Urquhart Castle

Urquhart Castle is one of the largest castles and strongholds of Medieval Scotland. Today it's regularly in the top ten tourist attractions in Scotland. The castle ruins are fascinating and when you touch the stones you can almost feel the echoes of it's long (and sometimes bloody) history.

Urqhart Castle, Scotland, with Loch Ness in the background

As with so many Scottish castles, Urquhart has a magnificent and dramatic setting and is strategically placed in terms of defense.

It sits perched on a rocky peninsula high above, and surrounded by the deep waters of famous Loch Ness (home of the fabled 'Nessie' or Loch Ness Monster).

Excavations have provided evidence of settlements in this area going back to as early as 2000BC, and it seems that during the 6th or 7th century, a simple fort may have existed at the location of the present castle and may have been the home of Bridei, King of the Picts.

However, the first records of Urquhart castle indicate it existed in the early 13th century, probably built by the Durward family.

It gained the title of a 'Royal Castle', and was used by Kings of both Scotland and England - King Edward I of England occupied it in 1296, King David II of Scotland stayed there in 1342.

Urquhart castle was at the center of a tug-of-war between the English and Scottish which lasted from the 14th to the 17th century. It was also fought over by the Crown, the Clan MacDonald and the Grant family.

After several turbulent centuries, the castle was abandoned in the early 1600's, and was nothing more than ruins by the end of that century.

You may never have thought of ruins as spectacular, but that's what these are.... and the backdrop of the mystical and enigmatic Loch Ness doesn't hurt either!

Urquhart Castle ruins on the banks of Loch Ness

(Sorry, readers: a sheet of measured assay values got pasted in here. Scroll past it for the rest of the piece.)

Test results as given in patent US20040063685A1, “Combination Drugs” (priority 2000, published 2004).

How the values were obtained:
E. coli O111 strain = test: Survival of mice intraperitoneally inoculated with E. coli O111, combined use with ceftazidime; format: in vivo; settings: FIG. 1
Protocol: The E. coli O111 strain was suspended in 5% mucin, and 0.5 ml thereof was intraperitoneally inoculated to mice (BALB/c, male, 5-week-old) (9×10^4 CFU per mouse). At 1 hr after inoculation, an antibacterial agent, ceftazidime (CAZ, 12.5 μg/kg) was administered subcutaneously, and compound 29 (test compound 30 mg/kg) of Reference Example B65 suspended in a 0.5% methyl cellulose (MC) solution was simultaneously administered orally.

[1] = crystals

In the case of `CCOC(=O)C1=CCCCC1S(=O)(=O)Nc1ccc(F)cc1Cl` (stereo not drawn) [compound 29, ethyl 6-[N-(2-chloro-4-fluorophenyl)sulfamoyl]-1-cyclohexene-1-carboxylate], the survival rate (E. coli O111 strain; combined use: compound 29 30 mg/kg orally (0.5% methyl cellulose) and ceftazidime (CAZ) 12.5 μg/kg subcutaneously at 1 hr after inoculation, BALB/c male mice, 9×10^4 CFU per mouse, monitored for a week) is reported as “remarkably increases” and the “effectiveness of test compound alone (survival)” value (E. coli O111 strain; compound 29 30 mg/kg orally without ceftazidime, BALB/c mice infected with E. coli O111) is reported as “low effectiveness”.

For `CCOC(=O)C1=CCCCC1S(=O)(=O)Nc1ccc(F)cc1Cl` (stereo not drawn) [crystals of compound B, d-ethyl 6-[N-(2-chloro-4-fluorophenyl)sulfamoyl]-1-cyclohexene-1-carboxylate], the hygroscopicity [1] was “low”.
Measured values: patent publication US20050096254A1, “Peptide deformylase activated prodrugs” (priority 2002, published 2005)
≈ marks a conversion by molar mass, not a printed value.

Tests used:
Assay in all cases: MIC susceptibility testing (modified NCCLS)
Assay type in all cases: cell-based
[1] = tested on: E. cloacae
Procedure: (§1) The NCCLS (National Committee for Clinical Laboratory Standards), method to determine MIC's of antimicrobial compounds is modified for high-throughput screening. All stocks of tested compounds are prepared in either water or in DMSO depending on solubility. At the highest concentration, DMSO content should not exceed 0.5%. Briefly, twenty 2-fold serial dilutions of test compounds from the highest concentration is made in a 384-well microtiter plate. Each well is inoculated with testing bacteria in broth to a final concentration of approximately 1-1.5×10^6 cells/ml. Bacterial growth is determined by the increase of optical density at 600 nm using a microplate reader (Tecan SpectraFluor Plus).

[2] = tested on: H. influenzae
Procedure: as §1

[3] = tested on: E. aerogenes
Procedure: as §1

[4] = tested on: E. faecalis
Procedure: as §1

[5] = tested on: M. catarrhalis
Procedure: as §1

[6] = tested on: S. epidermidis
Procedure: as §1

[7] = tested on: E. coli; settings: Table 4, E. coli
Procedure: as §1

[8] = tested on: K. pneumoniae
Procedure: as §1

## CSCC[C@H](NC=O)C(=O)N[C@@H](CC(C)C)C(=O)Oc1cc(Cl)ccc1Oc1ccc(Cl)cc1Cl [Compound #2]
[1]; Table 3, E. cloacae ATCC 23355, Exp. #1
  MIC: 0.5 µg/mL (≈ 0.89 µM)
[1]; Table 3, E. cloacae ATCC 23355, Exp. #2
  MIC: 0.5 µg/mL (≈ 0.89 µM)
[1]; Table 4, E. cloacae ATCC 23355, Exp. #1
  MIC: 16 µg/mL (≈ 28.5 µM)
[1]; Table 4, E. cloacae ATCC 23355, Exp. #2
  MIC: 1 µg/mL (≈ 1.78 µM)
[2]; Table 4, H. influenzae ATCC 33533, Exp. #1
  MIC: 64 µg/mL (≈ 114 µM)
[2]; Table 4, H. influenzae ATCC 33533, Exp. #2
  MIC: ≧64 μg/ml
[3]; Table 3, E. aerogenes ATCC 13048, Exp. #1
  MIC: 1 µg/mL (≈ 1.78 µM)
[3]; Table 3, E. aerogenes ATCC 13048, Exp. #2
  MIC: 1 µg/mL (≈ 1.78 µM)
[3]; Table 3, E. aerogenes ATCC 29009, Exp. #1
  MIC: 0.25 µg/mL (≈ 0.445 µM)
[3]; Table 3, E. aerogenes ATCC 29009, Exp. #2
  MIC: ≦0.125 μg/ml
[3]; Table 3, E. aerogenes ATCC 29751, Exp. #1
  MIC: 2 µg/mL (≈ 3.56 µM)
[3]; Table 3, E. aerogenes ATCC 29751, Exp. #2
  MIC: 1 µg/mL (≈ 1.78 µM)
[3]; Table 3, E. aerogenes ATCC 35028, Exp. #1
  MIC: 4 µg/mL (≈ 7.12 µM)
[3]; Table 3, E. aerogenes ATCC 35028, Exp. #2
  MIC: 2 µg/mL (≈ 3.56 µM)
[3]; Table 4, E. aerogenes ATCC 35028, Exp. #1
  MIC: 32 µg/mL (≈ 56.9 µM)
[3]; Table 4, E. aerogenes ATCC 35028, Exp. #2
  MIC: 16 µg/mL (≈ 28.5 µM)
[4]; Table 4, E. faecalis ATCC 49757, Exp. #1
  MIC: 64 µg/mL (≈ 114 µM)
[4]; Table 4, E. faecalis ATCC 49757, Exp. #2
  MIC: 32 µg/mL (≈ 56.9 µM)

The unique setting of this castle and the meticulous maintenance make it easy to get an idea of how impressive it would have been in its' prime.

From the remains of the kitchen, to Grant Tower and it's narrow, spiral staircase and incredible loch views, this is one of the Scottish Highlands 'Must See' castles.

A personal recommendation here would be to take one of the boat trips that you can find offered at the nearby village of Drumnadrochit.   

To feel the movement of cold waters of Loch Ness under you as you see the formidable ruins of Urquhart Castle rising from the rocky shoreline is an incredible experience.

It gives you a feeling that I can't explain - but one that I can highly recommend!

Did you know...

  • After Urquhart castle fell into ruins at the end of the 17th century, locals used the rocks to build and repair their own homes.

  • In the early 18th century, a strong storm blew down the south-west side of the Tower House

  • It is the location where St. Columba is said to have performed miracles in the 6th century

  • Urquhart castle provides some of the best views of Loch Ness

  • It's from the area around this Scottish castle that many of the 'Loch Ness Monster' sightings have taken place. The earliest legendary sighting takes place in the 6th century, when Pictish legend describes a man being killed by a sea monster, and St. Columba is said to have saved a second man from a similar fate.


Ruins of Grant Tower, Urquhart Castle

Urquhart Castle is open daily to visitors year round. Hours vary seasonally and it is closed Christmas Day and Boxing Day (the day after Christmas), with shorter hours on New Year's Day.

There is a fair bit of walking involved to really get a feel for these incredible castle ruins, but it's worth every step. For those who have limited mobility or other disabilities there are manual and electric wheelchairs and a photographic guide available.

A comprehensive visitor center, a well stocked gift shop and a large cafe make your visit even more enjoyable.

And don't miss the boat trips and Loch Ness Visitor Center in nearby Drumnadrochit. 

Urquhart Castle Official Website


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